Thursday, 5 January 2012
The Mudskippers of Berlayer Creek .
The Berlayer Boardwalk is now open!
Starting from the Labrador MRT station, the boardwalk leads along the mangroves of the Creek towards the sea. Fellow blogger and friend, Flora and myself decided to explore the new boardwalk today.
But we were in for a surprise.....our first experience of seeing walking fish!
Amazing little creatures that are actually called Mudskippers. Mudskippers are commonly seen on many of our shores. They are particularly abundant in mangroves and muddy shores, but are also seen on rocky shores and near reefs.
In fact they don't really 'walk', but certainly look like they do .... they skip. Hence the name Mudskippers. They curl their muscular body sideways then push against the mud to spring forward.
While out of water, they breathe by retaining water in enlarged gill chambers. Just as we bring tanks of air to breathe from when we scuba dive, mudskippers bring stores of water. They can also breathe air through their wet skin. These fish are in fact more comfortable crawling around on the mud than submerged in water!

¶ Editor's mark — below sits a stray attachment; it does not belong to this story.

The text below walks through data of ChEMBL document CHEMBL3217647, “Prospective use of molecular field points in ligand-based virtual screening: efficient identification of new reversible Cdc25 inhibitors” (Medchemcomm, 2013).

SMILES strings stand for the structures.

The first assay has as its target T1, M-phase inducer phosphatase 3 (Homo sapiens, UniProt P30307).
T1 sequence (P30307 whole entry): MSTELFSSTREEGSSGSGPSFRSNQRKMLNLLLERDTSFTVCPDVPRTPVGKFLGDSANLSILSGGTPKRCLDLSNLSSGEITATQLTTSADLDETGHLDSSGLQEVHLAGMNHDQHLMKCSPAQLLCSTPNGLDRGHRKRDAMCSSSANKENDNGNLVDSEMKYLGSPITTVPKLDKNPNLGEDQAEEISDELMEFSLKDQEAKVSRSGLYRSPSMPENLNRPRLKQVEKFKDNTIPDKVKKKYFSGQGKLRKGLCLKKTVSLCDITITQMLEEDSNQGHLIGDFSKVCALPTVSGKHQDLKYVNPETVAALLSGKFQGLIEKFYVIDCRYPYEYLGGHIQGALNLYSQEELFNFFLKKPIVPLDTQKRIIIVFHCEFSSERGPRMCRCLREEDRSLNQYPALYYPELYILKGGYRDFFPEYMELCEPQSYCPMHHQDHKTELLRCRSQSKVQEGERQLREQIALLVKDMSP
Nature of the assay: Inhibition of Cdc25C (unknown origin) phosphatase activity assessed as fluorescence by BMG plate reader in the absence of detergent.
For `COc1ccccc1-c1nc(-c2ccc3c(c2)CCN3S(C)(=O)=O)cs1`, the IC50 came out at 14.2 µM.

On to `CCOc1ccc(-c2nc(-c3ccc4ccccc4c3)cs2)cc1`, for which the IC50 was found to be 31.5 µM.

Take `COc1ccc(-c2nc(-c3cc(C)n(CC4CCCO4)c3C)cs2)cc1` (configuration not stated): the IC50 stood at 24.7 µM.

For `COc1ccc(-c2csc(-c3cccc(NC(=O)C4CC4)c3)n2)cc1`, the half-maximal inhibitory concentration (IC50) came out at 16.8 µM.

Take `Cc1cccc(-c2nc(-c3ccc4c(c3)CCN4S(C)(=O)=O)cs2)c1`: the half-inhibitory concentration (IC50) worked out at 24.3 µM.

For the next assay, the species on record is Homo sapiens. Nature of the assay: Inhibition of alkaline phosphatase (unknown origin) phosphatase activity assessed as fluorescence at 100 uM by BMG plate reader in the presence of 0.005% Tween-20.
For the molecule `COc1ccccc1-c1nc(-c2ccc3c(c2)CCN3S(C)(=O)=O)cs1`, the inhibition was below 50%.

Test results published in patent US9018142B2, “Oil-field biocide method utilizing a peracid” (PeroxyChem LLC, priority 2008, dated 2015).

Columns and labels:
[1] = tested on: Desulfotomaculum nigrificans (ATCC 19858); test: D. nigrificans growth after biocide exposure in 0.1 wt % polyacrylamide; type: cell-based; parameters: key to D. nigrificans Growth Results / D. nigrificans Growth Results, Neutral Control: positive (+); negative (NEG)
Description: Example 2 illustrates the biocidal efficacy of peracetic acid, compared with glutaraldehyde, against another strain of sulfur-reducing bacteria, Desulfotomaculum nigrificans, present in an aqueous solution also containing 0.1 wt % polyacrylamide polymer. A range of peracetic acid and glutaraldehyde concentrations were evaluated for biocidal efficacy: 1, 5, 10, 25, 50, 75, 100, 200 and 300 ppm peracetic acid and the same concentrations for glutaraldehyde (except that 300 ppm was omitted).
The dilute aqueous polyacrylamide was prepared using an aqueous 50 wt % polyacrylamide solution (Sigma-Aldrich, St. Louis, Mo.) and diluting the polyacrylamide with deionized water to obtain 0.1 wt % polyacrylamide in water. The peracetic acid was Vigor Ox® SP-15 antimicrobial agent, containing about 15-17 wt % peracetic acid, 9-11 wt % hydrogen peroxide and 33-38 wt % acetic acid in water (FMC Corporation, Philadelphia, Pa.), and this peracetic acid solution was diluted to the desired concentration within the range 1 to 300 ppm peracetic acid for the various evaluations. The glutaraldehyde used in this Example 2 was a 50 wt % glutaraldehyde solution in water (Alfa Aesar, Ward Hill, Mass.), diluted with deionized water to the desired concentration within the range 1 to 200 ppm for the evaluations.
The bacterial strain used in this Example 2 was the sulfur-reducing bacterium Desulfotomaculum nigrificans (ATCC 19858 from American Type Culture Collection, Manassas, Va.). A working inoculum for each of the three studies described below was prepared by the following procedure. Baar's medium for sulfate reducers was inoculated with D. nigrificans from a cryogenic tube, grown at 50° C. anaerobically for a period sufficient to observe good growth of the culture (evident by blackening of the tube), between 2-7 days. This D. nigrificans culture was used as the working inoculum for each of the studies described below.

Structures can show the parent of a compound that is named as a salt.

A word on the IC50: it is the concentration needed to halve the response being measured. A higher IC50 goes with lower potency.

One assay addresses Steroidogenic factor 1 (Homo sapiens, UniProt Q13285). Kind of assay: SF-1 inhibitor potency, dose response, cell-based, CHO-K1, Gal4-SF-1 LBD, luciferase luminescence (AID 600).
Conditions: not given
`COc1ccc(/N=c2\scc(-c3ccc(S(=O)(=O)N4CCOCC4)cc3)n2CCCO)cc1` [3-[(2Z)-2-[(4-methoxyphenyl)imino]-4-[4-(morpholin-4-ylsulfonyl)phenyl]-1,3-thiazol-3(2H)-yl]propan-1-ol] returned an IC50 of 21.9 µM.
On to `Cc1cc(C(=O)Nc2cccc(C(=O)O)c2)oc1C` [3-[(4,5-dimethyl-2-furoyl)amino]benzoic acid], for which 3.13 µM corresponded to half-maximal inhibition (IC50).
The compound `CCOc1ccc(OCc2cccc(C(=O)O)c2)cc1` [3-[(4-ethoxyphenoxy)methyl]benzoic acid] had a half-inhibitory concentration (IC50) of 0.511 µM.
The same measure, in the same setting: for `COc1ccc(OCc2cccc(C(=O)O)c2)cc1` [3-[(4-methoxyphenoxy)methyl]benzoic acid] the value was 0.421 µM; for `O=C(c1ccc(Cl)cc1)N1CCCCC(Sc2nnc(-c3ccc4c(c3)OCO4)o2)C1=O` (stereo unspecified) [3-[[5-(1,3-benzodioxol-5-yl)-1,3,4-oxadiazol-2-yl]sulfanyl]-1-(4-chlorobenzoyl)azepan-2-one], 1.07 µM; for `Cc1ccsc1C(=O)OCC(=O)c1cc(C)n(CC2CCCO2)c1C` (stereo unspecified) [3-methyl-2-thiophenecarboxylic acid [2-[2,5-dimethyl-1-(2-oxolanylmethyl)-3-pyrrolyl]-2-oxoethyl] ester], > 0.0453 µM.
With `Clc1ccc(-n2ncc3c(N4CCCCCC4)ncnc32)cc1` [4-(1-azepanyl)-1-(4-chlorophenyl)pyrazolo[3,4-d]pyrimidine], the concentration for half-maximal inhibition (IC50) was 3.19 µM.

Mudskippers have interesting features designed to rule the mud! They have eyes at the top of the head for an all-round view. While their mouth faces downwards to feed on the mud surface. In some mudskippers, the pelvic fins are fused to form a sucker so they can better cling to rocks and roots. Their pectoral fins are used like crutches to crawl over mud. Some have colourful dorsal fins that can be raised to signal other mudskippers on the sand or mudflats.
all of the above information on the Mudskippers came from the Wild Shores of Singapores website.
Wild Shores of Singapore's blog post on the opening of Berlayer Creek Boardwalk is HERE